Laser on Silicon

A new glass glue opens the path to optical computing

2 min read

Samuel K. Moore is IEEE Spectrum’s semiconductor editor.

Scientists at Intel and at the Univer­sity of California, Santa Barbara, have managed to combine an indium-­phosphide light emitter and a silicon chip to produce a hybrid laser that, years from now, could lead to cheap terabit-per-second connections within and around computers.

Lasers and other optoelectronic devices carry billions of bits through our telecommunications networks every second. But the materials they’re made from, exotic semiconductors such as indium phosphide, and the costly manufacturing techniques involved in their production have kept such gigabit-per-second connections largely confined to long-haul telecommunications. By integrating optoelectronic devices on silicon chips, Intel and other companies, notably Luxtera, in Carlsbad, Calif., and STMicroelectronics, in Geneva, hope to make optoelectronic bandwidths affordable enough for your average notebook computer.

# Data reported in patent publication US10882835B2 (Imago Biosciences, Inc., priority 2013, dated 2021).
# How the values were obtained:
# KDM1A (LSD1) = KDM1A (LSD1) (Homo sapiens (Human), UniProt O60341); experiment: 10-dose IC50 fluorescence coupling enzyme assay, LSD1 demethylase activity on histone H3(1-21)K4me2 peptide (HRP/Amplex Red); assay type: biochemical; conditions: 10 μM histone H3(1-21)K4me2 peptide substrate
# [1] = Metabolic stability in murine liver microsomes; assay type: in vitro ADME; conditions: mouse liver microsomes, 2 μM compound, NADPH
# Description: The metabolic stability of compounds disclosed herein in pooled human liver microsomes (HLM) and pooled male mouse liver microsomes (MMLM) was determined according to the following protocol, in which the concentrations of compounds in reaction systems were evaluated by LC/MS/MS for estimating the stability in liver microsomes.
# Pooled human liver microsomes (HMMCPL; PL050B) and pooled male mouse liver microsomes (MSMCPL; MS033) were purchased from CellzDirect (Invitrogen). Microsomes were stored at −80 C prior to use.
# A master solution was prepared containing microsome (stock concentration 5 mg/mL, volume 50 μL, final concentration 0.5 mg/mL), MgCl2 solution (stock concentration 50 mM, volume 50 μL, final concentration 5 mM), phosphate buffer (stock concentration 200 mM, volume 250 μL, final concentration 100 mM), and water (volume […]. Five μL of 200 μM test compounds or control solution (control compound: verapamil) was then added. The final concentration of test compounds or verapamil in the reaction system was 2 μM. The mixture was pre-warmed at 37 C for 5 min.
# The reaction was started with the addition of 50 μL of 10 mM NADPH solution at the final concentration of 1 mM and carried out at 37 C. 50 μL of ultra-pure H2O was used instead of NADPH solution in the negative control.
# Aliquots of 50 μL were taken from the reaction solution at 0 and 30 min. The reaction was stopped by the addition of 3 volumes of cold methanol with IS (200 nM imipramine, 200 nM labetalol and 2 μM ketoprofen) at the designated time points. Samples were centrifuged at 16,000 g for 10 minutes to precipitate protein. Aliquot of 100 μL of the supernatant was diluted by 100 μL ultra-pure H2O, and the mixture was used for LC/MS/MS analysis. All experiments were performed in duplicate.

It has been a difficult quest. Silicon is not a natural for producing and manipulating light. Nevertheless, Intel and Luxtera each have been able to produce silicon versions of optoelectronic components, such as waveguides and the modulators that encode data onto the laser. Intel even produced a silicon laser chip, but impractically—it had to be powered by light from a separate laser [see ”The Silicon Solution,” IEEE Spectrum, October 2005].

Now the researchers have been able to overcome that problem by binding a light emitter made from indium phosphide to a silicon laser cavity. The key was in making a kind of ”glass glue,” a thin layer of oxidized material, on both the indium-phosphide light emitter and the silicon laser, and then bonding them together [see illustration, "Stacked Up"]. Applying a voltage to the indium-­phosphide device produces light that passes through the glass into the silicon.

Intel still has some kinks to work out of its new laser. For one, the laser peters out if the temperature rises above 40 °C. Commercial chips typically must work at up to 80 °C. ”We have a pretty good idea of what the limitation is. We have a new test chip in design and hope to move [the working] temperature up above 70,” says Mario Paniccia, director of Intel’s photonics technology lab. His group is also looking to reduce the amount of current needed to get the laser shining. Right now, it takes 65 ­milliamps, but Paniccia hopes to get the device operating on less than 20 mA.

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